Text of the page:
MARCHES FOR MICHOACÁN. Immigrants from the state of Michoacán, Mexico organize marches in several California cities to protest the wave of violence by organized crime and against impunity in their home state, a hotspot of narco violence. Demonstrators show support for self-declared community police in towns that are reportedly under siege. This edition includes an interview with an organizer. Guests: José Sandoval, Michoacanos en apoyo a municipios con autodefensa comunitaria, San José, CA; Ismael Cortés, Supporter of communities besieged by violence, Stockton, CA. ALSO, NEWS ON THE REFORM. A Senate committee discusses today a number of amendments to Title III of the proposed bill on immigration reform, including E-Verify and other interior enforcement measures, and new criminal penalties for immigrant workers. An expert joins this edition to comment on this and other recent developments on the immigration reform debate. Guest: Maribel Hastings, Spokesperson and Columnist, America's Voice, Washington, D.C., www.americasvoiceonline.org
FORECLOSURE RELIEF. The Attorney General of New York reports he will sue the Bank of America and Wells Fargo, for not complying with the rules they agreed to under a national mortgage settlement. A recent survey by the California Reinvestment Coalition also shows that many banks are violating both the consumer protections in the national settlement and the California Homeowner Bill of Rights. At least one homeowner has successfully blocked the foreclosure of his home, under the Bill of Rights. This program also includes reports on the steps to implement the Homeowners Bill of Rights in California. Guests: Elba Serrano, Housing Counselor, East L.A. Community Corporation,Los Angeles, CA, www.elacc.org ; Amelia Martínez, Marketing Manager, California Reinvestment Coalition, San Francisco, CA, http://calreinvest.org
IMMIGRATION REFORM: THE AMENDMENTS. Hundreds of amendments were proposed to the Senate bill for immigration reform. Most of these challenges come from conservative Republican senators. Could they block the road to reform? Evangelical and Catholic leaders who have been urging for comprehensive reform share their views on the debate and report on their outreach to lawmakers. Guests: Attorney Rosalba Piña, Immigration law expert, Chicago, IL, www.rosalbapina.com ; Rev. Samuel Rodriguez, President, National Hispanic Christian Leadership Conference, Sacramento, CA, www.nhclc.org ; Father Alejandro Solalinde Guerra, Abriendo Puertas a la Esperanza Caravan, Atlanta, GA.
TOWN UNDER SIEGE. Across Western Mexico, residents of some towns have armed themselves and organized their own community police, to defend themselves from organized crime. Tired of rapes, killings, and extortions, residents of the town of Tepalcatepec in the state of Michoacán, organized self-defense patrols. They report their town is now without government protection, under siege and neighbors are running out of medicines, food and gas. Guests: Dr. Manuel Mireles, Member , Consejo Ciudadano de Autodefensa de Tepalcatepec, Tepalcatepec, Michoacán, México; Mtro. Jose Maria Cazares Solorzano, President, Comision Estatal de Derechos Humanos de Michoacan, www.cedhmichoacan.org.mx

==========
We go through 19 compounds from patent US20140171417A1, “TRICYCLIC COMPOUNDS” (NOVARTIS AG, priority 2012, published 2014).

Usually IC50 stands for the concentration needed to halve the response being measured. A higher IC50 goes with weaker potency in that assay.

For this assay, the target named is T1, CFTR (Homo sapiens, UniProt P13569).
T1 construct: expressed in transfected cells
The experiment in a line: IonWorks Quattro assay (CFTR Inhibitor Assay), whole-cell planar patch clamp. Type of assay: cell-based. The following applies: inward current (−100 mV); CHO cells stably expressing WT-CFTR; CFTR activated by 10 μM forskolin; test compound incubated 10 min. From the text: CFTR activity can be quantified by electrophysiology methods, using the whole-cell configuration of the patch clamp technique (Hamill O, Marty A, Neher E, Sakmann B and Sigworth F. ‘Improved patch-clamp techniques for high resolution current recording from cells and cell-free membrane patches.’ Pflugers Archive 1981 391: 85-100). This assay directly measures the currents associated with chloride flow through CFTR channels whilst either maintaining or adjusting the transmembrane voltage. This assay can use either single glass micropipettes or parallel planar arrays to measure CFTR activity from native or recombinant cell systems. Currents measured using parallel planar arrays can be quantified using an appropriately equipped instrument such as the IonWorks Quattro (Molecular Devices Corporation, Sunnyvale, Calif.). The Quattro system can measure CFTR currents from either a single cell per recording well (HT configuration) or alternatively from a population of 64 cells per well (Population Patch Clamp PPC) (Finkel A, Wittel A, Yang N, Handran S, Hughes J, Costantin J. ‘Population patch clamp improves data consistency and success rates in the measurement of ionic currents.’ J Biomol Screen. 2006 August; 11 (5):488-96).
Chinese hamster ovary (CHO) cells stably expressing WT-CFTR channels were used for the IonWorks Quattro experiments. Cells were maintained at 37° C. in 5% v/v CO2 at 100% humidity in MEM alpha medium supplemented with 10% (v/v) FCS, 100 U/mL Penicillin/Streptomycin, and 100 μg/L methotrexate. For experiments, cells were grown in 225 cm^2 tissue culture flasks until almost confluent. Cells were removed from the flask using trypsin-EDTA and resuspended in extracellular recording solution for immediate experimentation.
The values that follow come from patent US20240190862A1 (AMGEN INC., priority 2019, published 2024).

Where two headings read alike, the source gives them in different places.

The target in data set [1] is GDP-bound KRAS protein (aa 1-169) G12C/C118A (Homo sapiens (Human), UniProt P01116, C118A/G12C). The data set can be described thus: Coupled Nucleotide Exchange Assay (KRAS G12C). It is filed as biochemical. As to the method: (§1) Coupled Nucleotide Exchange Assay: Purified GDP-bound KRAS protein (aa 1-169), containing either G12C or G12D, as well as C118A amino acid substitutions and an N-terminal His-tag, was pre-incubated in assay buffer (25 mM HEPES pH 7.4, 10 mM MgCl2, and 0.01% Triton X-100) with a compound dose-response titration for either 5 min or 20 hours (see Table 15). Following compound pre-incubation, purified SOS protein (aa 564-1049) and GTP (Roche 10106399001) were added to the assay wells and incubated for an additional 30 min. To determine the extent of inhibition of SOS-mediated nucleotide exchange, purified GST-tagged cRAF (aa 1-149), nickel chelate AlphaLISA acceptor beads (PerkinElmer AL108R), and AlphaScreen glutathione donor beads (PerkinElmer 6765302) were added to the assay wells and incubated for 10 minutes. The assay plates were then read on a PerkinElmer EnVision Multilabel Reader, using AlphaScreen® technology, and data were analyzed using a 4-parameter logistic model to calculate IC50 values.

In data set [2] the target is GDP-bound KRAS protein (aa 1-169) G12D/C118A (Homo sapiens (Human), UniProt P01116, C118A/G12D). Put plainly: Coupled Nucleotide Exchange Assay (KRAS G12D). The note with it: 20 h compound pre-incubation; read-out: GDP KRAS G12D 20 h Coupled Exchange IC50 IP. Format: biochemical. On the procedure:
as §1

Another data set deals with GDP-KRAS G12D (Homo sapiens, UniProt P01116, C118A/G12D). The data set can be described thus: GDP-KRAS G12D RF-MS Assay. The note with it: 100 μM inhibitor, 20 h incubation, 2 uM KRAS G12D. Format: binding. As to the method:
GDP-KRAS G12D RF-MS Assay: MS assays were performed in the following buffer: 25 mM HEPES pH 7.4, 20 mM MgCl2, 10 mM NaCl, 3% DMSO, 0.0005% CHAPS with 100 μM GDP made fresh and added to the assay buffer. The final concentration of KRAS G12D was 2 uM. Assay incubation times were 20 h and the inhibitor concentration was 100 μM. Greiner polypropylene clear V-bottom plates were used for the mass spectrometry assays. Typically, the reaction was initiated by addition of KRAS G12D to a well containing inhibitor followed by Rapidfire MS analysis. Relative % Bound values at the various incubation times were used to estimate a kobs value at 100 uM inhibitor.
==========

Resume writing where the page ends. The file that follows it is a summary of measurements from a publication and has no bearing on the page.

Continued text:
MEXICO EDITION. The towns of Tepalcatepec, La Ruana and Buenavista, in the state of Michoacán in Western Mexico report they have been blocked off and under siege since April 10th. That day, 40 farm workers were massacred when returning from a celebration of Emiliano Zapata, where they tried to meet with the interim governor. According to a doctor from Tepalcatepec, these towns have suffered extorsion by criminal groups for more than 10 years, but it was the rape of 11 and 12 year old girls that made the townspeople organize in self-defense committees. This edition also includes reports of extensive poppy plantings in the state of Guerrero, and the inefficiency of the Civil Registry in the city of Chilpancingo. Martha Elena Ramírez hosts Voz Pública from Mexico City. Guests: Dr. Manuel Mireles, member of the Citizen Council for Self-Defense of Tepalcatepec, Michoacán, Mexico; Honorata, Tlapaneca indigenous woman, Tlapa, Guerrero, Mexico.
PRESCHOOL FOR ALL. State funding for preschool decreased by over half a billion dollars last year, according to a new study. Cuts in many states have led to bigger class sizes and reductions in quality. Childcare subsidies have been drastically cut in California, effectively excluding many low-income children from preschool. President Obama has proposed universal preschool. Experts on the importance of early childhood education in the Latino community join this edition to discuss how to make quality preschool affordable for all. Guests: Celia Ayala, Ph.D., Executive Director, Los Angeles Universal Preschool, and Spokesperson, National Institute for Early Education Research (NIEER), Los Angeles, CA, www.laup.net , www.nieer.org ; Jennifer Maldonado, Mother of two, Parent Voices, Oakland, CA, www.parentvoices.org
OBAMACARE IN ANY LANGUAGE. Disproportionate rates of chronic diseases such as diabetes, heart disease, and cancer have long burdened communities of color, and a lack of culturally and linguistically relevant care makes the problems worse. This edition takes a look at how the Affordable Care Act attempts to provide for interpretation and culturally appropriate care, to help breach the health gap in communities of color and border communities. Guests: Dr. Alicia Fernandez, M.D., Professor of Clinical Medicine, University of California San Francisco (UCSF), San Francisco, CA, www.ucsf.edu; Dr. Manuel de la Rosa, M.D., Member of the United States-Mexico Border Health Commission, Vice President and Founding Dean for the Texas Tech University Health Sciences Center Paul L. Foster School of Medicine, El Paso, TX, www.borderhealth.org ; María Hernández, Cancer survivor, San Francisco, CA; José Uribe, Organizer, Interpreting for California, Oakland, CA, www.interpretingforcalifornia.org
IMMIGRATION REFORM: WILL IT PASS THE HOUSE? The Senate has begun hearings on its immigration reform bill. What possibilities does that bill have of passing the Republican-controlled House of Representatives? When will the House’s own bipartisan bill be unveiled? This edition includes interviews with members of Congress and political analysts. Guests: Senator Robert Menendez, U.S. Senator for New Jersey, Washington DC, www.menendez.senate.gov ; Larry Kleinman, Executive Committee Member, Fair Immigration Reform Movement , Woodburn, OR, www.fairimmigration.org